When Lemmons was given the green light to make Eve’s Bayou, she was determined to make the best film she possibly could —however she did not know just how much the film would be adored and embraced.
“One of the things that I love about filmmaking is that you can only try and be great at it,” Lemmons reflected. “There’s no perfecting it because that’s subjective. But it’s something you’re reaching for. For me, the success of Eve’s Bayou gave me the courage to keep reaching and keep trying to think outside the box and not be intimidated. I often think that I was very brave then — it was a very brave move. If I’d known too much about Hollywood, I might not have done it.”
Eve’s Bayou was also Shropshire’s first turn as lead editor, an opportunity that propelled her into other collaborations with Lemmons: 2007’s Talk to Me as well as 2012’s Sparkle, Jumping the Broom, Diary of A Mad Black Woman and countless others. “What I’ve learned is that you trust your instincts and you also welcome perspective,” she explained. “Working with Kasi allowed me to be my most creative self. I was never tempered so it gave me a certain confidence. She trusts me. If I go a direction that maybe she didn’t expect, it’s either something that’s discovery, or there’s something there to hold me back. The whole idea is to allow the people that you’re working with to show you the best of themselves creatively. I learned that so clearly with her, and everything I have learned, I’ve taken with me on to other things.”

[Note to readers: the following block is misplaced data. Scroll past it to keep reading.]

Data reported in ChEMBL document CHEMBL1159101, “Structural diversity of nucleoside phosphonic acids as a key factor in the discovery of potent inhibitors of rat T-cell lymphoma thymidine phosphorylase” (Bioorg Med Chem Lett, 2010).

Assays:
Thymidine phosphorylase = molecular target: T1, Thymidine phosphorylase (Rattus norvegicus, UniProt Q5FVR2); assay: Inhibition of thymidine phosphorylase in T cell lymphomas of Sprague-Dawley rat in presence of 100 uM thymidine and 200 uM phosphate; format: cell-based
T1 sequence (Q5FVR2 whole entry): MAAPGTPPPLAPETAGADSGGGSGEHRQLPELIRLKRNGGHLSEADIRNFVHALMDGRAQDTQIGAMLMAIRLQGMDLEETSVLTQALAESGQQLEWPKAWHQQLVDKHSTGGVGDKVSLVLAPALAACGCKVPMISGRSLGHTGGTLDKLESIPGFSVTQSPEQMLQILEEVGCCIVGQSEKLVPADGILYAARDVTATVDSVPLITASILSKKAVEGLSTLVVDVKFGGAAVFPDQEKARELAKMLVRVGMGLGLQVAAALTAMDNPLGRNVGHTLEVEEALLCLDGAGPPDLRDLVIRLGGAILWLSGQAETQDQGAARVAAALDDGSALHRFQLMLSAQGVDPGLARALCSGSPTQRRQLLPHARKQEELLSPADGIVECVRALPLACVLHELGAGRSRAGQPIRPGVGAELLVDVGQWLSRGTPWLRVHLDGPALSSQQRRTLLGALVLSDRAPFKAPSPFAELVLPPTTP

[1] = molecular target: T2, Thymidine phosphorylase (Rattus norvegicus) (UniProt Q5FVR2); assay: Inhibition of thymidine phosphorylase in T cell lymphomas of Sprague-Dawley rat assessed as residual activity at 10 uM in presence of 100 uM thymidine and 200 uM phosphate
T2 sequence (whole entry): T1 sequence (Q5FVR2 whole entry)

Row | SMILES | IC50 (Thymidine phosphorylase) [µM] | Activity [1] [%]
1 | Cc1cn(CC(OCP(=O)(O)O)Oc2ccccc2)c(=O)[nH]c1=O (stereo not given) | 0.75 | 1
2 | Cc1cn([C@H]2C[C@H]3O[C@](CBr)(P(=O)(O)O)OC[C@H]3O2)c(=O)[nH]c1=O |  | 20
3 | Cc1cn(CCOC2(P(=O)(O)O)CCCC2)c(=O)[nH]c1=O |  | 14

In 2018 —over twenty years after the film first debuted—the Library of Congress selected Eve’s Bayou for preservation in the National Film Registry for being “culturally, historically, or aesthetically significant.” It was a watershed moment for Lemmons who was in the midst of her latest Black woman-centered film: Harriet. “There’s a certain amount of appropriate excitement that you’re supposed to have; I was excited beyond that,” Lemmons laughed. “Really, it means so much to me. In the letter they sent to me they called the film a national treasure. I burst into tears. It’s amazing that some little film that you gave your blood, sweat, and tears for 22 years ago would be considered a national treasure that’s worthy of being preserved and being talked about with such films as My Fair Lady and The Godfather. It’s really kind of incredible.”